Palin Wins With Authenticity
It is too early to determine whether Palin is a serious contender or just an odd historical footnote. But her rise to prominence and many Republicans' adulation and awe for her can be explained by a trend in our own data.
Over the past decades, there has been a shift in the U.S. from a belief in "authority and objectivity" to a belief in "authenticity and transparency." In broadcast journalism, for example, citizens once looked to the news anchors to tell them, in the words of Walter Cronkite, that "that's the way it is." Many citizens no longer trust authority, and many don't believe in the goals of objectivity, disinterestedness, or getting it right. They prefer personalities who appear authentic and transparent based on the way they present themselves, people who lay out their prejudices on the table for all to see (e.g. Limbaugh, O'Reilly, and others.)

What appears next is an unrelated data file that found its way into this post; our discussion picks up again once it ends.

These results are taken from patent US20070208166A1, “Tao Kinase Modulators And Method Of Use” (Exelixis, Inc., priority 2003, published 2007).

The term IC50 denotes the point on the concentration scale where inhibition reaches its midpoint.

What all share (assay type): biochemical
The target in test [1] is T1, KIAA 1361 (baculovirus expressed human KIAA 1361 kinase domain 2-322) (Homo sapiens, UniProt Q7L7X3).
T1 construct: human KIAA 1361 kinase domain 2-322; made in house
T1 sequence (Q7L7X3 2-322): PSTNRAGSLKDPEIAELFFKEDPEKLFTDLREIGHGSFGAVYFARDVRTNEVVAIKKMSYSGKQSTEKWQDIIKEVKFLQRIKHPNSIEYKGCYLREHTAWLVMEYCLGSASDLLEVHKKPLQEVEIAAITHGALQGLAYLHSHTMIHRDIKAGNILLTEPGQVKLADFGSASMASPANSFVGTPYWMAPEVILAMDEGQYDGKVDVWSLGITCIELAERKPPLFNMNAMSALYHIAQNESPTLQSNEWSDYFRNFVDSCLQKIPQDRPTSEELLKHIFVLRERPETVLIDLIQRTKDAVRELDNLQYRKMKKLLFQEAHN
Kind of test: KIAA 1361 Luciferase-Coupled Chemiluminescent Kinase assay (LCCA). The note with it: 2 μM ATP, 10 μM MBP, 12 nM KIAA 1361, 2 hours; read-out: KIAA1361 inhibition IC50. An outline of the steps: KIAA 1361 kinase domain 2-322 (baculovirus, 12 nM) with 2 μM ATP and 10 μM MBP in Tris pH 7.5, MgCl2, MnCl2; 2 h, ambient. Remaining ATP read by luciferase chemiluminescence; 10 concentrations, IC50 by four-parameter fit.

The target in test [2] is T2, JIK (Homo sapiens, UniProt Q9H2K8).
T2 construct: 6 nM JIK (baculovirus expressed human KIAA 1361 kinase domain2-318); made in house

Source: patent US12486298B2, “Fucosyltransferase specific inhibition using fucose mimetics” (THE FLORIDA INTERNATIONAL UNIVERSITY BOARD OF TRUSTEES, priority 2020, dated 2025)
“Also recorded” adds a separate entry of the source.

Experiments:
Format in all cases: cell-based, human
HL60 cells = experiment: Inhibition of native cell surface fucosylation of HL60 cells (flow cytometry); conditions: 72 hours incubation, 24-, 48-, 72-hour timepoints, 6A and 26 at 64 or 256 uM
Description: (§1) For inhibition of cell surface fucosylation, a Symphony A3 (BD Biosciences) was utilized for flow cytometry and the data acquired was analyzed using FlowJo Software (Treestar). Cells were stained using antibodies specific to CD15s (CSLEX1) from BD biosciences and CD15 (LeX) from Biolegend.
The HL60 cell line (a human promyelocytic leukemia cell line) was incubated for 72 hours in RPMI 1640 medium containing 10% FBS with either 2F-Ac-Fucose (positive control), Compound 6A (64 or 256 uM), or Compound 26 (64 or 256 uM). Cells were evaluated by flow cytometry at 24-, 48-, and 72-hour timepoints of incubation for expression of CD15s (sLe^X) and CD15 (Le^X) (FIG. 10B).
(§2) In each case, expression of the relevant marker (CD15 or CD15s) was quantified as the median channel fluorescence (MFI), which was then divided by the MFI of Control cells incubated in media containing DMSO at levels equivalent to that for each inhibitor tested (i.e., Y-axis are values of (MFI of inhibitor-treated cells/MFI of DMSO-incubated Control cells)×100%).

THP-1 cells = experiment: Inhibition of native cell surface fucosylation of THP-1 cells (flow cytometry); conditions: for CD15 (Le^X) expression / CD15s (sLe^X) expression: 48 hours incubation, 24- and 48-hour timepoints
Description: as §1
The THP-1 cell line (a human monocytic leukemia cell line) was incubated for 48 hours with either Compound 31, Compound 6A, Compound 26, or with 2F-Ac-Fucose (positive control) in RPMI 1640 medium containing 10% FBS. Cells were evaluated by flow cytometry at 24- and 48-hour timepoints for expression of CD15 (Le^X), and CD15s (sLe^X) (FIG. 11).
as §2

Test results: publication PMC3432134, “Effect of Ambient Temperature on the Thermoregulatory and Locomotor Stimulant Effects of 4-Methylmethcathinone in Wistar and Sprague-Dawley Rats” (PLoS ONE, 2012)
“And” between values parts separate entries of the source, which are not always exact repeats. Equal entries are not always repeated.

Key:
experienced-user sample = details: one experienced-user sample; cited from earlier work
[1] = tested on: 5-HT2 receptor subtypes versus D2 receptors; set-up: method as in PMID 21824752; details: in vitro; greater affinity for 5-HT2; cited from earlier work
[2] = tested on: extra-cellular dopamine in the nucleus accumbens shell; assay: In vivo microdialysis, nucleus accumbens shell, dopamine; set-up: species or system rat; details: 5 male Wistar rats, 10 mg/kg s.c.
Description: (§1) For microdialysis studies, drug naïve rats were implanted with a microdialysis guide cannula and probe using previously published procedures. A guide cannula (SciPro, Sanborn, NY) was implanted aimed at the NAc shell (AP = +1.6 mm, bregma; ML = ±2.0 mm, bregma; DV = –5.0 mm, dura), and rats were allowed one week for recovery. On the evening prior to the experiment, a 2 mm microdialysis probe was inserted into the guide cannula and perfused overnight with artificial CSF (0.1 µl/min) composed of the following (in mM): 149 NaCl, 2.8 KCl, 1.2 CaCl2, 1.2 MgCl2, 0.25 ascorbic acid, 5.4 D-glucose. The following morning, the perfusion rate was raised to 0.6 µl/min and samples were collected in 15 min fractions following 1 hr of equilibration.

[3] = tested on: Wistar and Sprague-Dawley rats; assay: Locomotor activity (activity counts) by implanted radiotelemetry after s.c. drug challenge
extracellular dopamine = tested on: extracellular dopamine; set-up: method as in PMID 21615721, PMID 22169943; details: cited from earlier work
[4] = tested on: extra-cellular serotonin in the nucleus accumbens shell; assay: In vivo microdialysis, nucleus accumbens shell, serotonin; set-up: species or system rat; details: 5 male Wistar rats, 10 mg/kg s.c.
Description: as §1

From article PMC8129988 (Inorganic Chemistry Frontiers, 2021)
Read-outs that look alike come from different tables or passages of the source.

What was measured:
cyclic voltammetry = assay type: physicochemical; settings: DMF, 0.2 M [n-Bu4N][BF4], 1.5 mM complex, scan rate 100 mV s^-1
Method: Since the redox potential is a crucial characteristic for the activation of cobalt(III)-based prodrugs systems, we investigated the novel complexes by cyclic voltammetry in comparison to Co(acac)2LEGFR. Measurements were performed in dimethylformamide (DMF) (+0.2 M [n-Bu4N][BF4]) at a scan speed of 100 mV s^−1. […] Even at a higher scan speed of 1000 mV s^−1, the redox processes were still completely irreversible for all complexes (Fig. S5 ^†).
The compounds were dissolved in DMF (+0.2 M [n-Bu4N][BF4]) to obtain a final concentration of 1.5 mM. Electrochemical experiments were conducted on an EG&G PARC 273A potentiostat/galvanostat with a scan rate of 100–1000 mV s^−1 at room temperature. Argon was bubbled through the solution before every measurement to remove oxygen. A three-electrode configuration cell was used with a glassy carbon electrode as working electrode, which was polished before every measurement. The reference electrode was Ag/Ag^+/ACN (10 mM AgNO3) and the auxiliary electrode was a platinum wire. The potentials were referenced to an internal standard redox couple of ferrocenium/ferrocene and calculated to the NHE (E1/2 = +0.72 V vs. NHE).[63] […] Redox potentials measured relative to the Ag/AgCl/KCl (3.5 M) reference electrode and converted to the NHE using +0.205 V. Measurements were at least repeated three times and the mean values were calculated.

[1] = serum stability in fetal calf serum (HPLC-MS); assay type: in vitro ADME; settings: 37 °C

Sarah Palin perfectly embodies and satisfies this hunger. No matter that she does not know the facts, no matter that she isn't qualified to govern -- she looks the part and she calls it as she sees it. On this analysis, as the question points out, it is Barack Obama who is the anomaly: in some ways, though not others, he is a throwback to earlier times.
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